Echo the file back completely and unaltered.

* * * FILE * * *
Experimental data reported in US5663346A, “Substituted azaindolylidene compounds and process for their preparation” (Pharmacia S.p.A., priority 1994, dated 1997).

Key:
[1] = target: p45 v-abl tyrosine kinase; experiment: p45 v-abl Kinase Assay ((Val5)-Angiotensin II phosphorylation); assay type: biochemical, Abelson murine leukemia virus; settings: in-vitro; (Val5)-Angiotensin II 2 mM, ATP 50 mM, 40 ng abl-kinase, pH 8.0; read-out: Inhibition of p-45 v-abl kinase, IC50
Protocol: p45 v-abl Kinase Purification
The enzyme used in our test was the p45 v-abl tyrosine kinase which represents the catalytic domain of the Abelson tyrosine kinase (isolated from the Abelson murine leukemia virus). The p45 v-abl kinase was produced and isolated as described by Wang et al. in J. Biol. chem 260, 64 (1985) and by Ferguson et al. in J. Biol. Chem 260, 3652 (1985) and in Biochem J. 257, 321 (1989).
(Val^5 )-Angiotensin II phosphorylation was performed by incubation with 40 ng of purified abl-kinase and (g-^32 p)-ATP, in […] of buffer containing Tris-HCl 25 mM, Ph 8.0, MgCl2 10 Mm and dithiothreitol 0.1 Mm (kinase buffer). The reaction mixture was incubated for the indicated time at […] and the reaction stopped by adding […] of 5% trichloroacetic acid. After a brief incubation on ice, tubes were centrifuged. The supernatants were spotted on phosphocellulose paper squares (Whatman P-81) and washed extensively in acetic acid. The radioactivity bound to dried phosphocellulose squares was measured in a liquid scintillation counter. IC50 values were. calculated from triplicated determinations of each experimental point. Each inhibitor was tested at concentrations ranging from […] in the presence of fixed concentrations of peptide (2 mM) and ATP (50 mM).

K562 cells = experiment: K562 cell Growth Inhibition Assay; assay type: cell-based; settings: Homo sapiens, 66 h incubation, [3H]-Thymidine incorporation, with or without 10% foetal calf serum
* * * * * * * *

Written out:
Experimental data reported in US5663346A, “Substituted azaindolylidene compounds and process for their preparation” (Pharmacia S.p.A., priority 1994, dated 1997).

Key:
[1] = target: p45 v-abl tyrosine kinase; experiment: p45 v-abl Kinase Assay ((Val5)-Angiotensin II phosphorylation); assay type: biochemical, Abelson murine leukemia virus; settings: in-vitro; (Val5)-Angiotensin II 2 mM, ATP 50 mM, 40 ng abl-kinase, pH 8.0; read-out: Inhibition of p-45 v-abl kinase, IC50
Protocol: p45 v-abl Kinase Purification
The enzyme used in our test was the p45 v-abl tyrosine kinase which represents the catalytic domain of the Abelson tyrosine kinase (isolated from the Abelson murine leukemia virus). The p45 v-abl kinase was produced and isolated as described by Wang et al. in J. Biol. chem 260, 64 (1985) and by Ferguson et al. in J. Biol. Chem 260, 3652 (1985) and in Biochem J. 257, 321 (1989).
(Val^5 )-Angiotensin II phosphorylation was performed by incubation with 40 ng of purified abl-kinase and (g-^32 p)-ATP, in […] of buffer containing Tris-HCl 25 mM, Ph 8.0, MgCl2 10 Mm and dithiothreitol 0.1 Mm (kinase buffer). The reaction mixture was incubated for the indicated time at […] and the reaction stopped by adding […] of 5% trichloroacetic acid. After a brief incubation on ice, tubes were centrifuged. The supernatants were spotted on phosphocellulose paper squares (Whatman P-81) and washed extensively in acetic acid. The radioactivity bound to dried phosphocellulose squares was measured in a liquid scintillation counter. IC50 values were. calculated from triplicated determinations of each experimental point. Each inhibitor was tested at concentrations ranging from […] in the presence of fixed concentrations of peptide (2 mM) and ATP (50 mM).

K562 cells = experiment: K562 cell Growth Inhibition Assay; assay type: cell-based; settings: Homo sapiens, 66 h incubation, [3H]-Thymidine incorporation, with or without 10% foetal calf serum